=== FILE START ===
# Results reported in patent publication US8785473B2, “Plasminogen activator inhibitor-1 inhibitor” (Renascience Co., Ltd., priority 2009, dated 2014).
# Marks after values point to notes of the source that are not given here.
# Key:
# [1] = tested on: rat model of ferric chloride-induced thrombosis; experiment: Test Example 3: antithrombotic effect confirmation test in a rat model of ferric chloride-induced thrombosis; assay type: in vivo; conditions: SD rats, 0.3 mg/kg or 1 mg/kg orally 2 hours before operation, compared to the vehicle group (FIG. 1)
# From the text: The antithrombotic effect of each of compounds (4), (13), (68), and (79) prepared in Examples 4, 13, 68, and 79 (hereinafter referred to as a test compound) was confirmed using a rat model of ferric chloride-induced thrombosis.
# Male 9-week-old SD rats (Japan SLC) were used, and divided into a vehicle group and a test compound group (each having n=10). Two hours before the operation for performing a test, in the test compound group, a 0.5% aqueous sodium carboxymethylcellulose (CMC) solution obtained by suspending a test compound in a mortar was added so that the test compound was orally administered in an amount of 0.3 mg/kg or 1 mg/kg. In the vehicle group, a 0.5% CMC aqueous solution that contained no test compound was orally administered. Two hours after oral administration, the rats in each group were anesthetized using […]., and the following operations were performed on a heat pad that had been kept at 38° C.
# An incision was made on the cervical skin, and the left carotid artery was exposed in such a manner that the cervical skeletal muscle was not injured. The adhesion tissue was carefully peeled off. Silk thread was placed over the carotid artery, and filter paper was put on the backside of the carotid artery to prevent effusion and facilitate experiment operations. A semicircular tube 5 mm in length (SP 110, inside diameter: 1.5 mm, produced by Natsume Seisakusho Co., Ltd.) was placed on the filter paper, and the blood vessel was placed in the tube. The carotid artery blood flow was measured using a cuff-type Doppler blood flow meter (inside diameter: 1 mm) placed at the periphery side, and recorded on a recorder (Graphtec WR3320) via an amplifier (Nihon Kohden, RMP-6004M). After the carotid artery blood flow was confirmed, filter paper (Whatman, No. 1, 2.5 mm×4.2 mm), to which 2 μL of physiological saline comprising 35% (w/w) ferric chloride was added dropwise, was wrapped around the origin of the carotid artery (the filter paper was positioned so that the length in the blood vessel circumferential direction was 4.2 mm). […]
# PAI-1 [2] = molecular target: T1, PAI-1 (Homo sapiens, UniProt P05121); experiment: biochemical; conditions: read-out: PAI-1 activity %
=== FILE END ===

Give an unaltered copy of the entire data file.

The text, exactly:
# Results reported in patent publication US8785473B2, “Plasminogen activator inhibitor-1 inhibitor” (Renascience Co., Ltd., priority 2009, dated 2014).
# Marks after values point to notes of the source that are not given here.
# Key:
# [1] = tested on: rat model of ferric chloride-induced thrombosis; experiment: Test Example 3: antithrombotic effect confirmation test in a rat model of ferric chloride-induced thrombosis; assay type: in vivo; conditions: SD rats, 0.3 mg/kg or 1 mg/kg orally 2 hours before operation, compared to the vehicle group (FIG. 1)
# From the text: The antithrombotic effect of each of compounds (4), (13), (68), and (79) prepared in Examples 4, 13, 68, and 79 (hereinafter referred to as a test compound) was confirmed using a rat model of ferric chloride-induced thrombosis.
# Male 9-week-old SD rats (Japan SLC) were used, and divided into a vehicle group and a test compound group (each having n=10). Two hours before the operation for performing a test, in the test compound group, a 0.5% aqueous sodium carboxymethylcellulose (CMC) solution obtained by suspending a test compound in a mortar was added so that the test compound was orally administered in an amount of 0.3 mg/kg or 1 mg/kg. In the vehicle group, a 0.5% CMC aqueous solution that contained no test compound was orally administered. Two hours after oral administration, the rats in each group were anesthetized using […]., and the following operations were performed on a heat pad that had been kept at 38° C.
# An incision was made on the cervical skin, and the left carotid artery was exposed in such a manner that the cervical skeletal muscle was not injured. The adhesion tissue was carefully peeled off. Silk thread was placed over the carotid artery, and filter paper was put on the backside of the carotid artery to prevent effusion and facilitate experiment operations. A semicircular tube 5 mm in length (SP 110, inside diameter: 1.5 mm, produced by Natsume Seisakusho Co., Ltd.) was placed on the filter paper, and the blood vessel was placed in the tube. The carotid artery blood flow was measured using a cuff-type Doppler blood flow meter (inside diameter: 1 mm) placed at the periphery side, and recorded on a recorder (Graphtec WR3320) via an amplifier (Nihon Kohden, RMP-6004M). After the carotid artery blood flow was confirmed, filter paper (Whatman, No. 1, 2.5 mm×4.2 mm), to which 2 μL of physiological saline comprising 35% (w/w) ferric chloride was added dropwise, was wrapped around the origin of the carotid artery (the filter paper was positioned so that the length in the blood vessel circumferential direction was 4.2 mm). […]
# PAI-1 [2] = molecular target: T1, PAI-1 (Homo sapiens, UniProt P05121); experiment: biochemical; conditions: read-out: PAI-1 activity %